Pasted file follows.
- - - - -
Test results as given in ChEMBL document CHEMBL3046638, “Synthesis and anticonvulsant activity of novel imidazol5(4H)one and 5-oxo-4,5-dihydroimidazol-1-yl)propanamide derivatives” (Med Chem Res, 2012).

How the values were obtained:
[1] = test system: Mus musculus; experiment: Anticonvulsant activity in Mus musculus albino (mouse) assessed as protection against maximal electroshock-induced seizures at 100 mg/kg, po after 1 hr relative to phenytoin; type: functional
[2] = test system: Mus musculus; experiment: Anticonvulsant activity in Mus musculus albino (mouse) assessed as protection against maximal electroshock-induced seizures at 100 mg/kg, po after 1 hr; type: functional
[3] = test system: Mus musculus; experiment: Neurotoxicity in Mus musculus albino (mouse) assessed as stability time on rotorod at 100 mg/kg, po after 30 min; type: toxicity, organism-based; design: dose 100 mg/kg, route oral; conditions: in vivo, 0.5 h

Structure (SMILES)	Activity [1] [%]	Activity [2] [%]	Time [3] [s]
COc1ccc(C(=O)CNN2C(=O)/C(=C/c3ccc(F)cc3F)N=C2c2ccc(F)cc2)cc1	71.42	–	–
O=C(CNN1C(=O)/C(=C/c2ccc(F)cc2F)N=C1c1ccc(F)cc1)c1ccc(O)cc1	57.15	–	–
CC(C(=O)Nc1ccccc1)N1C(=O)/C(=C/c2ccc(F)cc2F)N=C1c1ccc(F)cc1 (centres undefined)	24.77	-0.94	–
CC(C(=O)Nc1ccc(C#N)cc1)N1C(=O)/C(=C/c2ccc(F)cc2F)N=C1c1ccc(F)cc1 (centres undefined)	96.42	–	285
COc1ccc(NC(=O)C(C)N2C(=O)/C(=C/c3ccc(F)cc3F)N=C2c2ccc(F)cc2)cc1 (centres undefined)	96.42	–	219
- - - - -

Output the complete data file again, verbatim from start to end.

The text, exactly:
Test results as given in ChEMBL document CHEMBL3046638, “Synthesis and anticonvulsant activity of novel imidazol5(4H)one and 5-oxo-4,5-dihydroimidazol-1-yl)propanamide derivatives” (Med Chem Res, 2012).

How the values were obtained:
[1] = test system: Mus musculus; experiment: Anticonvulsant activity in Mus musculus albino (mouse) assessed as protection against maximal electroshock-induced seizures at 100 mg/kg, po after 1 hr relative to phenytoin; type: functional
[2] = test system: Mus musculus; experiment: Anticonvulsant activity in Mus musculus albino (mouse) assessed as protection against maximal electroshock-induced seizures at 100 mg/kg, po after 1 hr; type: functional
[3] = test system: Mus musculus; experiment: Neurotoxicity in Mus musculus albino (mouse) assessed as stability time on rotorod at 100 mg/kg, po after 30 min; type: toxicity, organism-based; design: dose 100 mg/kg, route oral; conditions: in vivo, 0.5 h

Structure (SMILES)	Activity [1] [%]	Activity [2] [%]	Time [3] [s]
COc1ccc(C(=O)CNN2C(=O)/C(=C/c3ccc(F)cc3F)N=C2c2ccc(F)cc2)cc1	71.42	–	–
O=C(CNN1C(=O)/C(=C/c2ccc(F)cc2F)N=C1c1ccc(F)cc1)c1ccc(O)cc1	57.15	–	–
CC(C(=O)Nc1ccccc1)N1C(=O)/C(=C/c2ccc(F)cc2F)N=C1c1ccc(F)cc1 (centres undefined)	24.77	-0.94	–
CC(C(=O)Nc1ccc(C#N)cc1)N1C(=O)/C(=C/c2ccc(F)cc2F)N=C1c1ccc(F)cc1 (centres undefined)	96.42	–	285
COc1ccc(NC(=O)C(C)N2C(=O)/C(=C/c3ccc(F)cc3F)N=C2c2ccc(F)cc2)cc1 (centres undefined)	96.42	–	219